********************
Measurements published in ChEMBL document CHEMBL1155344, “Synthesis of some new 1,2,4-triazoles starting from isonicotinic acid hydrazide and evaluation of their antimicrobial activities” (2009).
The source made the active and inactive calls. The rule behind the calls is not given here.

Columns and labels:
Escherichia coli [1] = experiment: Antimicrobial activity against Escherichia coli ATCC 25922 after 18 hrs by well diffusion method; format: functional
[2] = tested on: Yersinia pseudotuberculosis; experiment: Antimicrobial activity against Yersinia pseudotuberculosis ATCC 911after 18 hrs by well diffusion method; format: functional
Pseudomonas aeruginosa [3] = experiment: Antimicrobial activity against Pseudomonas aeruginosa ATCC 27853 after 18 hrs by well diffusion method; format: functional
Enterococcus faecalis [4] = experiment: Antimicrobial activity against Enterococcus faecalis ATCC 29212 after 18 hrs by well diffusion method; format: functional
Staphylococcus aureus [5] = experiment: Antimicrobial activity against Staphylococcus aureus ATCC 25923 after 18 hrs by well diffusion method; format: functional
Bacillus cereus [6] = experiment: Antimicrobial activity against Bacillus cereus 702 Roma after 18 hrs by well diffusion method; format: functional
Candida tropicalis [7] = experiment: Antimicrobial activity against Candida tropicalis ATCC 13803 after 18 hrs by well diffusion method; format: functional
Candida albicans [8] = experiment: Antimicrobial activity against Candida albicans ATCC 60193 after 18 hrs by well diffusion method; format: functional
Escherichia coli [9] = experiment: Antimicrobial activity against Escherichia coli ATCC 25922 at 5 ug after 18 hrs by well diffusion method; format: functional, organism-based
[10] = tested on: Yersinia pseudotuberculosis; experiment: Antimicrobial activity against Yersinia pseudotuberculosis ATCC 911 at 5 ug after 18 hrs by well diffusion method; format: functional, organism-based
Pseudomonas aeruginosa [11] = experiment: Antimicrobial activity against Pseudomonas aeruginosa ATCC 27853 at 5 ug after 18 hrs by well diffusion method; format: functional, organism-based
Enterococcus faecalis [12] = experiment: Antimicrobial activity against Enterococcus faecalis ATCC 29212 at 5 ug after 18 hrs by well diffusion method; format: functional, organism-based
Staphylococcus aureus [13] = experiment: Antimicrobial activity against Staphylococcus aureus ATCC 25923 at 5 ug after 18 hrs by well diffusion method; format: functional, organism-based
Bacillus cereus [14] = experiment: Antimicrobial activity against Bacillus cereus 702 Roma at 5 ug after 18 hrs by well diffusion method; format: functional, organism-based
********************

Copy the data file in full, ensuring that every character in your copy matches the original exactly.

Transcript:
Measurements published in ChEMBL document CHEMBL1155344, “Synthesis of some new 1,2,4-triazoles starting from isonicotinic acid hydrazide and evaluation of their antimicrobial activities” (2009).
The source made the active and inactive calls. The rule behind the calls is not given here.

Columns and labels:
Escherichia coli [1] = experiment: Antimicrobial activity against Escherichia coli ATCC 25922 after 18 hrs by well diffusion method; format: functional
[2] = tested on: Yersinia pseudotuberculosis; experiment: Antimicrobial activity against Yersinia pseudotuberculosis ATCC 911after 18 hrs by well diffusion method; format: functional
Pseudomonas aeruginosa [3] = experiment: Antimicrobial activity against Pseudomonas aeruginosa ATCC 27853 after 18 hrs by well diffusion method; format: functional
Enterococcus faecalis [4] = experiment: Antimicrobial activity against Enterococcus faecalis ATCC 29212 after 18 hrs by well diffusion method; format: functional
Staphylococcus aureus [5] = experiment: Antimicrobial activity against Staphylococcus aureus ATCC 25923 after 18 hrs by well diffusion method; format: functional
Bacillus cereus [6] = experiment: Antimicrobial activity against Bacillus cereus 702 Roma after 18 hrs by well diffusion method; format: functional
Candida tropicalis [7] = experiment: Antimicrobial activity against Candida tropicalis ATCC 13803 after 18 hrs by well diffusion method; format: functional
Candida albicans [8] = experiment: Antimicrobial activity against Candida albicans ATCC 60193 after 18 hrs by well diffusion method; format: functional
Escherichia coli [9] = experiment: Antimicrobial activity against Escherichia coli ATCC 25922 at 5 ug after 18 hrs by well diffusion method; format: functional, organism-based
[10] = tested on: Yersinia pseudotuberculosis; experiment: Antimicrobial activity against Yersinia pseudotuberculosis ATCC 911 at 5 ug after 18 hrs by well diffusion method; format: functional, organism-based
Pseudomonas aeruginosa [11] = experiment: Antimicrobial activity against Pseudomonas aeruginosa ATCC 27853 at 5 ug after 18 hrs by well diffusion method; format: functional, organism-based
Enterococcus faecalis [12] = experiment: Antimicrobial activity against Enterococcus faecalis ATCC 29212 at 5 ug after 18 hrs by well diffusion method; format: functional, organism-based
Staphylococcus aureus [13] = experiment: Antimicrobial activity against Staphylococcus aureus ATCC 25923 at 5 ug after 18 hrs by well diffusion method; format: functional, organism-based
Bacillus cereus [14] = experiment: Antimicrobial activity against Bacillus cereus 702 Roma at 5 ug after 18 hrs by well diffusion method; format: functional, organism-based